Times for the second session are below. The Verizon IndyCar Series returns to Gateway on August 26 for the Bommarito Automotive Group 500 presented by Valvoline.

 

Zach Veach: Foyt Indy 500 seat ‘the best comeback of my career’

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LONG BEACH, Calif. – The first of two weekend confirmations for this year’s 101st Indianapolis 500 presented by PennGrade Motor Oil occurred on Friday as Zach Veach was announced in A.J. Foyt Racing’s third Chevrolet for the month of May.

For the 22-year-old out of Stockdale, Ohio, it comes as the culmination of a long road through the Mazda Road to Indy presented by Cooper Tires and a brief hiatus when it looked like his career might have stalled out entirely. Through methodical hard work, development and persistence, Veach’s story is a good one as he’ll arrive for his first Indianapolis 500.

Veach, who will drive the No. 40 Indy Women in Tech Championship presented by Guggenheim entry, has been a mainstay in the MRTI since 2010, when he debuted with Andretti Autosport.

Although he’d won a handful of races en route to a title in the 2011 Cooper Tires Winterfest and posted back-to-back top-five finishes in the 2010 and 2011 regular seasons, he didn’t seem to be an immediate IndyCar prospect.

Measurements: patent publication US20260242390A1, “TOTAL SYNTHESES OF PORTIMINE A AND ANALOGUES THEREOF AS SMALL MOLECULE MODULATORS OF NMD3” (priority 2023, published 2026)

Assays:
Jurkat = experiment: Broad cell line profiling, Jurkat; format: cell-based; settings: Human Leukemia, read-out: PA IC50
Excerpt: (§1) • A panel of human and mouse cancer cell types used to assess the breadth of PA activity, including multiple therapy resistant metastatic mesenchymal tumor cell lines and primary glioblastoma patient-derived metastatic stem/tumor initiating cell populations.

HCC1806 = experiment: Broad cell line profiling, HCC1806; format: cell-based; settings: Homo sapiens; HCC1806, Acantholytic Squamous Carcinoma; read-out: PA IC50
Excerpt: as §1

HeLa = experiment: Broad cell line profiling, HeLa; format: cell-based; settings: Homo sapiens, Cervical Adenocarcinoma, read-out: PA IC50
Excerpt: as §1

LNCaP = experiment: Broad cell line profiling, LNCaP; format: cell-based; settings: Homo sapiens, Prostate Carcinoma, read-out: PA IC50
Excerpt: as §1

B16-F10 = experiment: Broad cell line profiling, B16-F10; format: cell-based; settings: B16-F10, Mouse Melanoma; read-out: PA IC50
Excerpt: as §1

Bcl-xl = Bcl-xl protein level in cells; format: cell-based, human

That said, his name started to emerge on the fringe of the conversation through his business savvy, which seemed advanced for his teenage years. He’d written a book, 99 Things Teens Wish They Knew Before Turning 16 (released on his 16th birthday), and campaigned against distracting driving in those years.

Veach finished 10th in his step up to Star Mazda in 2012 – a field that would include eventual IndyCar drivers Jack Hawksworth, Gabby Chaves and Sage Karam and others such as Connor De Phillippi, Gustavo Menezes, Stefan Rzadzinski, Ashley Freiberg and Corey Lewis who have moved on to sports cars – and then went to Indy Lights in 2013 where he finished seventh.

Veach finished third in Indy Lights in 2014 courtesy of a quantum leap in performance in his second year with Andretti Autosport. He won three times and had a shot at the title going into the final races of the season, but came up short to Chaves and Jack Harvey, who tied on points.

A hand injury and subsequent surgery sidelined his progress and cost him nearly the entire 2015 season. But it was that year, when he was out of the cockpit full-time save for a one-off entry in the IMSA WeatherTech SportsCar Championship with JDC-Miller Motorsports’ Oreca FLM09 at Mazda Raceway Laguna Seca, that may have been the most pivotal in his career to date.